The Mountain Laurel
The Journal of Mountain Life

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from the
Heart of the Blue Ridge

Granddad Weans A Tobacco Bum

By Mel Tharp © 1992

Issue: July-August-September, 1992

I grew up in the small western Kentucky town of Beech Grove. My grandparents (on my mother's side of the family) owned a farm about ten miles out of town. This was an ideal situation for me since it gave me an opportunity to spend a large part of my summer vacation on the farm. I enjoyed the company of my grandfather. In addition to being a pretty fair country fiddler, Granddad was a man of infinite patience. He demonstrated this boundless store of patience when he allowed Henry Howard to live on his place.

Henry's reputation for indolence was legendary. Someone once remarked that a drop of sweat off Henry's brow was worth all the gold in Fort Knox. Henry's usual strategy was to hire on with a farmer for day work including room and board. Once he got his foot in the door, he was like an incurable disease. He ate like a wolverine and had all the energy of a two-toed sloth.

Granddad was counseled about his decision to take Henry in. It was not a case of gullibility. I don't think Granddad was taken in by Henry's line of blarney. It was just that he had a policy of treating everyone with dignity and compassion until they proved that they were not worthy.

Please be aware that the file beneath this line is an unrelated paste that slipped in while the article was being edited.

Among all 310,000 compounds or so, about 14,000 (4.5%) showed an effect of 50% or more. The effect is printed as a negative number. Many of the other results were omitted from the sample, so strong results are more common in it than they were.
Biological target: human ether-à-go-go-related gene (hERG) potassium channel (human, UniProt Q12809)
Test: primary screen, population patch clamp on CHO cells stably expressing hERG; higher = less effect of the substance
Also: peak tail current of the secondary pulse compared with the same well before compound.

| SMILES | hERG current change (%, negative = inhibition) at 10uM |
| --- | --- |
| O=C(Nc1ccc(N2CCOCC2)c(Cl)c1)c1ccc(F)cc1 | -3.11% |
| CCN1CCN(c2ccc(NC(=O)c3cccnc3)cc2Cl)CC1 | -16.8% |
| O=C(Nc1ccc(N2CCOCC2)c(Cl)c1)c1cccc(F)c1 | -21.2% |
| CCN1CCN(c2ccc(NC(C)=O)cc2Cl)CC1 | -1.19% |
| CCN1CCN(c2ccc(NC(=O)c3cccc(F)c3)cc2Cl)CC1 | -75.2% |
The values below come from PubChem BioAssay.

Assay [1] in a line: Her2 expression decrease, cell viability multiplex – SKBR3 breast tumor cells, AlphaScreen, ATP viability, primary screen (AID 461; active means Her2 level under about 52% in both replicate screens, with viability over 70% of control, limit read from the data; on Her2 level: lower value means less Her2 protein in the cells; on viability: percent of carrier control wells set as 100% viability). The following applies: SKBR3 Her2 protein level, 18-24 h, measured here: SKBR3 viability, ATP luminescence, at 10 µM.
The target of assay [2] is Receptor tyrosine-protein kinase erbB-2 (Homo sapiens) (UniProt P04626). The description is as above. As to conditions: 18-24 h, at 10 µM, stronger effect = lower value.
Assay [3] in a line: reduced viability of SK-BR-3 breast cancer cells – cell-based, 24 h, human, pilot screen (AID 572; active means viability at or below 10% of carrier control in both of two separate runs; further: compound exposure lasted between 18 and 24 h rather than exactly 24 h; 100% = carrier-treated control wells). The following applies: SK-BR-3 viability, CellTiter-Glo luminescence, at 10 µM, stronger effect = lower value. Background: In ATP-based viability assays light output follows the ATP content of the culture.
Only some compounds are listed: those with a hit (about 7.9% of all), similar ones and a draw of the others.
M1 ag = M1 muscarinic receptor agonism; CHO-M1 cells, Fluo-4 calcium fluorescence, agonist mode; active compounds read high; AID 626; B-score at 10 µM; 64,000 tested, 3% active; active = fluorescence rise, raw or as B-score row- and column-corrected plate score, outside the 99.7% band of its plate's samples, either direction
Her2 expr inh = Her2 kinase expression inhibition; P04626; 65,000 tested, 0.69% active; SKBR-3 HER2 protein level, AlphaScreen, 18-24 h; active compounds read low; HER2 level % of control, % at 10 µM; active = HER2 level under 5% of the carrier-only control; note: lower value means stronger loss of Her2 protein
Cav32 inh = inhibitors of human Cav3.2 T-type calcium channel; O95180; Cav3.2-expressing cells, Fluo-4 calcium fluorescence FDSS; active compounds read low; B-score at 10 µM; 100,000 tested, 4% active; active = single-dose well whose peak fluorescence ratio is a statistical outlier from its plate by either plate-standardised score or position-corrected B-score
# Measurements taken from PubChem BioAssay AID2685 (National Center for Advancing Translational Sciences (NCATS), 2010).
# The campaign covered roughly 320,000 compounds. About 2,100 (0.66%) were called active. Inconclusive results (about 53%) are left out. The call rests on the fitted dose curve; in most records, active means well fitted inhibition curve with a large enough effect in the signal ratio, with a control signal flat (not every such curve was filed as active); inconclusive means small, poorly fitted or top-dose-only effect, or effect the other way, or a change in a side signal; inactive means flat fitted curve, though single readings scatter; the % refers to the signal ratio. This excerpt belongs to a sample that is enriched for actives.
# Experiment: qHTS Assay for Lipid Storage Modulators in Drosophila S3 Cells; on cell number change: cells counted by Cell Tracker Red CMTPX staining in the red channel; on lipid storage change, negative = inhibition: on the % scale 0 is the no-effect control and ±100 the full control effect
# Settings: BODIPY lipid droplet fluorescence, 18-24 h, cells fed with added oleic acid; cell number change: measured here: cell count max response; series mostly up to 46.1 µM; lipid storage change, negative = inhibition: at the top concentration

Granddad allowed Henry to take up residence in the tack room at the back of the corn crib. There was no stipulation that Henry had to work, only that he would be paid for each day of work he performed. All Grandad asked was that the tack room and the area around the barn be maintained in a neat and orderly manner. After a few days, it became evident that Henry had no intentions of applying himself at gainful employment.

It was not Henry's aversion to work, however, that brought him to loggerheads with Granddad. Their relationship deteriorated as a result of Henry's pilfering Granddad's supply of home-cured tobacco.

Granddad took great pride in his chewing tobacco. He cured it with a process which he called "prizing." This entailed taking the choicest leaf, twisting it, treating it with a blend of honey and licorice, then packing it in a box under weights.

In fairness to Henry, it should be mentioned that Granddad presented him with a twist of tobacco on the day he moved in. His initial mistake was to let Henry see where his tobacco was stored. In a matter of days, Henry had made great inroads into the cache of fire-cured leaf.

It was inevitable that the situation would soon reach the breaking point. I don't even think Granddad resented Henry taking a few pieces of tobacco for his own use. The final indignity came when he realized that Henry was taking the tobacco to sell in town.

On Saturday mornings, I usually helped Granddad work in the garden, saw wood, or perform whatever chores needed to be accomplished around the place. It was a kind of standing joke between us for him to wait for me to arrive, then chide me for being a sleepyhead. On this particular morning, however, I found him already working in the garden hacking away furiously at the crab grass and jimsonweed. He was not his usual cheerful self.

I walked along beside him for awhile trying to engaged him in conversation. "What's wrong, Granddad?" I asked at last. "Are you sick?"